For someone who dislikes moving, I end up doing a lot of it.  For a five-year period (2003-2007), I moved every single year, schlepping my net worth across the country:  Houston to Denver, Denver to Minnesota, Minnesota to Denver, and finally, Denver to Delaware (not counting a final, intra-Delaware move from Newark to Wilmington).  I briefly befriended 10-foot U-Hauls, turned down the optional insurance, and went about transporting whatever crap I had accumulated during the year.

I’ve never been as efficient as Matthew at packing — he subscribes to the “no wasted space” philosophy.  I don’t fold clothes to pack for a trip; they sort of just bend themselves.  Matthew, with Tetris-like precision, carefully distributes weight in the truck, balancing crates full of books and CDs with mattresses and furniture as the truck sinks lower and lower onto its tires.  I sit back and act exhausted.

Once I step into the cab of the truck, however, I feel a surge of energy.  In that moment, I’m elevated above lesser, weakling passenger cars.  I’ve got diesel-powered brute force.  So if Clouzot’s The Wages of Fear seems overly masculine, I understand the impulse.  It takes balls to drive a truck — the bigger, the better.  Don’t believe me?  Check out the scene when Yves Montand jumps out of his hammock clad only in underwear.

Thankfully, I’ve never had to contend with ravaged South American dirt roads (though parts of I-70 can be rough), and I’ve never transported anything as volatile as nitroglycerin.  But, just in case, I turn up the music in the cab.  It drowns out the whinnying of the engine.  It gives me a certain pace at which to drive.  But most importantly, it smothers the sound of things shifting behind me:  the muffled crashes, the thumps of objects falling from great heights and spilling open.  Items shattering and tinkling or splintering and ripping.  With each move, I try (for a few hours, at least) not to become too attached to anything — an on-the-road moment of Zen.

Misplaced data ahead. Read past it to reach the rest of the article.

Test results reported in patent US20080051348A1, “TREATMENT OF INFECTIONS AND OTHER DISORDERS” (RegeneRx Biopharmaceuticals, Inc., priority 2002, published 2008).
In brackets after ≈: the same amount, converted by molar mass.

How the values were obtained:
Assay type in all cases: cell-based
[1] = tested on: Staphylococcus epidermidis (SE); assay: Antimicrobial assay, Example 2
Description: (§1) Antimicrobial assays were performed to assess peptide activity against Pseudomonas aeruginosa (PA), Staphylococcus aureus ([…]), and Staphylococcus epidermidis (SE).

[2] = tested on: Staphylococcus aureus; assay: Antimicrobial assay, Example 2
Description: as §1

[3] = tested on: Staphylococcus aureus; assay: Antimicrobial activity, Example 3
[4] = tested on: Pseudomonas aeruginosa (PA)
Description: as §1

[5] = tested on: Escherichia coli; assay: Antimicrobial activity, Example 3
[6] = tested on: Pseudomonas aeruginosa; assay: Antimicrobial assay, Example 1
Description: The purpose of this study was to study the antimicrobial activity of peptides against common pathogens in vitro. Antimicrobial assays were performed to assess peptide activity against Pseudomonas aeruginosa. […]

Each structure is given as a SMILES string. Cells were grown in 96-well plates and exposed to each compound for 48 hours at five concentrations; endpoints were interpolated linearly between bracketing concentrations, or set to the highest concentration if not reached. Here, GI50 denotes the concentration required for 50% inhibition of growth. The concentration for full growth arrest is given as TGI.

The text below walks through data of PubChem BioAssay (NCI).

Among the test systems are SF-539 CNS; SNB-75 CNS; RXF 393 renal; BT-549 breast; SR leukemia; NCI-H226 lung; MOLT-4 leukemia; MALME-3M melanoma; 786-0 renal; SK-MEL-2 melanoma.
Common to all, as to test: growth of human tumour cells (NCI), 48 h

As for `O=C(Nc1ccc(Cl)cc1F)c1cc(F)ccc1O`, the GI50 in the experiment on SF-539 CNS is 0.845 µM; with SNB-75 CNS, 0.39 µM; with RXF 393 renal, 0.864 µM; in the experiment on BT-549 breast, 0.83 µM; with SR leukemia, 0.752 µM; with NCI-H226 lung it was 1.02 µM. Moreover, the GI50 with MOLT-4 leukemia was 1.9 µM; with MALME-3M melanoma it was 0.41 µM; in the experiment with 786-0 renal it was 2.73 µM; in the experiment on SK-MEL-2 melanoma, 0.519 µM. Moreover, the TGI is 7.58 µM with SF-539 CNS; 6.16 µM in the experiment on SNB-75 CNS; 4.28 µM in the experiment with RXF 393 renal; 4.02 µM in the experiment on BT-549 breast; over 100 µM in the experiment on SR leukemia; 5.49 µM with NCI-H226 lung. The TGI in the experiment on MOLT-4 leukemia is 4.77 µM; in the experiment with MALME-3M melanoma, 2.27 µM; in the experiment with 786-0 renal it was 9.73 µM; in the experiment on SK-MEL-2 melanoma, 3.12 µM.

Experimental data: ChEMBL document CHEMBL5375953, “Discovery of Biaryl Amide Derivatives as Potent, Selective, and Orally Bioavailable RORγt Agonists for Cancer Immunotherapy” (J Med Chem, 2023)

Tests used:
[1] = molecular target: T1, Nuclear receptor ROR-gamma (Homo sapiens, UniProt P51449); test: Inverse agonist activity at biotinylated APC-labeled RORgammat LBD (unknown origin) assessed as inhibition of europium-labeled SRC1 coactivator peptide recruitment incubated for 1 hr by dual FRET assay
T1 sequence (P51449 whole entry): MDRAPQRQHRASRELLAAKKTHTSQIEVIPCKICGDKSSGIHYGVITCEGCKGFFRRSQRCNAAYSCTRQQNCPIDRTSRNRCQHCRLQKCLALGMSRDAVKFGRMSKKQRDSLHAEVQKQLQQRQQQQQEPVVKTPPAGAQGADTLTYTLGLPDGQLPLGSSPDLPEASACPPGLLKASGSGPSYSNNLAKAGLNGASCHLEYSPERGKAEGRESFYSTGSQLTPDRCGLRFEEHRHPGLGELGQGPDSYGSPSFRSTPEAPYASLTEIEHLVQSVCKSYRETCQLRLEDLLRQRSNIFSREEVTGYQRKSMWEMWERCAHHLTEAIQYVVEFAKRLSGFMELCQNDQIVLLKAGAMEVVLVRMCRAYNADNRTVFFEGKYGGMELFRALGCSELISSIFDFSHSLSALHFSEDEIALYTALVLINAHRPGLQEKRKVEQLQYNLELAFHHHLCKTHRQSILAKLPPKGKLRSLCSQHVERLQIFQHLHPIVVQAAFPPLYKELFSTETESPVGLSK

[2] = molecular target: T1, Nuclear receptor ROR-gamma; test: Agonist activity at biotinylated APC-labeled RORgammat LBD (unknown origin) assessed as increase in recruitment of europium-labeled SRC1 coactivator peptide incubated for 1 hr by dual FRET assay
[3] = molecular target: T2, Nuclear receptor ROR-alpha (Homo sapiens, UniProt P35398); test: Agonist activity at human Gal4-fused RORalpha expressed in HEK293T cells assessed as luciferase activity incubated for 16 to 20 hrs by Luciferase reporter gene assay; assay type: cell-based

There’s only been one moment during a move when I feared for my safety.  On the Houston to Denver leg, in Southern Colorado, the wind blew as if it were shifting the desert from one side of the highway to the other.  I slowed to forty miles an hour.  I saw “slowed” but actually, it was as fast as I could drive.  The truck strained against what felt like a hand pushing against its side.  Going up hills and crests, my speed dwindled to thirty, twenty-five, and I struggled to hold the wheel steady.  And while I really never believed that the truck would tip, occasionally I wondered.  Against my will, the truck shunted left and right across the road, like in the final scene in The Wages of Fear.  But with more abject terror and less maniacal glee.  We both had things to look forward to on our respective arrivals:  for Yves Montand’s Mario, a spinning and passed-out Vera Clouzot.  For me:  a bed, a pillow, and possibly a cat or two, in a home that I didn’t think would be temporary.

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